Nurse specialising in Mental Health Careers

How to become Nurse specialising in Mental Health

What does a Nurse specialising in Mental Health do?

Mental health nurses, also known as psychiatric nurses, work in hospitals or in the community helping people who suffer from a range of conditions such as anxiety and stress-related illnesses, to more severe problems including personality disorders, eating disorders, and drug and alcohol abuse.

Mental health nurses can work with a variety of different patients or specialise in a particular group such as adolescents or offenders. Their work may involve giving medication to patients; counselling and support, either one-to-one or in groups; using role play, art, drama and discussion as therapies; and occasionally physical care if the patient is too old or ill to look after themselves.

Mental health nurses work closely with a patient’s family, friends and carers. They work as part of a team that includes psychiatrists, clinical psychologists and health visitors. The may also liaise with social workers, police, charities, local government and housing officials where necessary.

What's the working environment like working as a Nurse specialising in Mental Health?

Nurses in the NHS work 37.5 hours a week, which can include evening, weekend and night shifts. In the community, most work is done during the day, although there may be an on-call rota for emergencies. Many hospitals offer flexible hours of work. Some nurses work extra hours, either as overtime or for nursing agencies that supply staff to the private sector.

Mental health nurses work in hospitals, residential hostels, day centres, patients’ homes, and special units, for example, for drug dependency. Those who work with offenders may be based in a secure unit or special hospital.

Community mental health nurses may work alone. A driving licence is usually required.

What does it take to become a Nurse specialising in Mental Health?

To be a mental health nurse, you should:

  • be understanding, sympathetic and non-judgmental
  • be a good listener and able to gain a patient’s trust
  • be able to interpret body language and other non-verbal communication
  • be able to relate well to families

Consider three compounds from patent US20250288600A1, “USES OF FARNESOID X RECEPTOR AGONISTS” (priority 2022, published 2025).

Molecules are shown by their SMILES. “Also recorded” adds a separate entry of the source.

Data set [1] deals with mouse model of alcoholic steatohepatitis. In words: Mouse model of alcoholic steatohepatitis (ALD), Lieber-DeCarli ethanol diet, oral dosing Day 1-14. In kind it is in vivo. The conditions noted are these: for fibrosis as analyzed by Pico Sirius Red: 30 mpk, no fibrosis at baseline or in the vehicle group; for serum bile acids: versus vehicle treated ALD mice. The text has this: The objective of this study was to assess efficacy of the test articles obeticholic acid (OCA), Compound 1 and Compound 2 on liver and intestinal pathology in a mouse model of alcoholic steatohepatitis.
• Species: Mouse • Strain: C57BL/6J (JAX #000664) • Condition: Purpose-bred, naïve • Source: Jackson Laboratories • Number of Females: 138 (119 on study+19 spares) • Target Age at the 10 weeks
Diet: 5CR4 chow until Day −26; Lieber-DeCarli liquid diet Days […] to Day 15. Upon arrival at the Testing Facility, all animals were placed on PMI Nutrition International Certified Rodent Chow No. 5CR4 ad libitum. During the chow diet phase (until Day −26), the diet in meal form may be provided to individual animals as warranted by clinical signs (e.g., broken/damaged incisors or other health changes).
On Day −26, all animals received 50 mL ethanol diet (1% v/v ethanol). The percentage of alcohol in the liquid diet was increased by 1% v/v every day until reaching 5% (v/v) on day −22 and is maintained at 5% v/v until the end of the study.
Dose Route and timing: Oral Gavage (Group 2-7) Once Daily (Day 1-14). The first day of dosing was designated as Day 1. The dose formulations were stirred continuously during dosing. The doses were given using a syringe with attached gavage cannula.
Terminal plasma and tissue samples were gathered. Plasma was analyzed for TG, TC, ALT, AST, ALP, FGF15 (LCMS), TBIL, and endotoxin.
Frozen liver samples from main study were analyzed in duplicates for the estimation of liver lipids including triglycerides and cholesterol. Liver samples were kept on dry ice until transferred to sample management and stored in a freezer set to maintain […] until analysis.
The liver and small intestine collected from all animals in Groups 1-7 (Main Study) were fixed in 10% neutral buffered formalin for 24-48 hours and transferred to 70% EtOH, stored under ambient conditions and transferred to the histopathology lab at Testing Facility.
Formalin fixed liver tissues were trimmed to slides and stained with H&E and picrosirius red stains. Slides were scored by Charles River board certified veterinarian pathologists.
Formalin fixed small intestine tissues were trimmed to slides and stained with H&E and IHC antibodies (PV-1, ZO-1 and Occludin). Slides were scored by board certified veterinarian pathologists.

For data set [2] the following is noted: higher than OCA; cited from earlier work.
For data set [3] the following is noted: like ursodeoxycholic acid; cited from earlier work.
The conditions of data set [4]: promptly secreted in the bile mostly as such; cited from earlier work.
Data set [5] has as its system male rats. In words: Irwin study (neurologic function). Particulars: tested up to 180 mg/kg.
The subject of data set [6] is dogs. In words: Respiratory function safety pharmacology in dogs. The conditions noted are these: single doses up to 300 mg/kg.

• stay calm and in control in difficult situations
  • be persuasive – to ensure patients follow treatment plans
  • be assertive to represent patients’ interests.

Nurse specialising in Mental Health Career Opportunities

Opportunities are good, as there is a shortage of nurses in the UK. Promotion prospects in the NHS are excellent and there is a clearly defined career structure. There are new nurse consultant posts at the top of the profession. There are some opportunities in the private sector and in social service teams.

Mental health nurses may also train for another branch of nursing - adult, child, learning disability, or train for other roles such as sister or charge nurse.

Further information

If you would like to know anything about Nurse specialising in Mental Health that does not appear on Hotcourses, further information can be found below.

NHS Learning and Development Service
Tel: 08000 150 850

NHS Careers
PO Box 376
BS99 3EY
Tel: 0845 606 0655

Nursing and Midwifery Admissions Service (NMAS)
New Barn Lane
GL52 3LZ
Tel: 0870 112 2206 for general enquiries
Tel: 0870 112 2200 for application packs

Universities and Colleges Admissions Services (UCAS)
New Barn Lane
GL52 3LZ
Tel: 0870 1122 211

23 Portland Place
Tel: 020 7637 7181
Registration contacts
Overseas: 020 7333 6600
General: 020 7333 9333

NHS Education for Scotland
Careers Information Service
66 Rose Street
Tel: 0131 225 4365

Health Professions Wales
2nd Floor, Golate House
101 St Mary Street
CF10 1DX
Tel: 029 2026 1400

Northern Ireland
Queens University of Belfast
School of Nursing and Midwifery
Medical Biology Centre
97 Lisburn Road
Tel: 028 9097 2233

University of Ulster at Jordanstown
School of Nursing
Shore Road
Co Antrim
BT37 0Q
Tel: 08700 400 700

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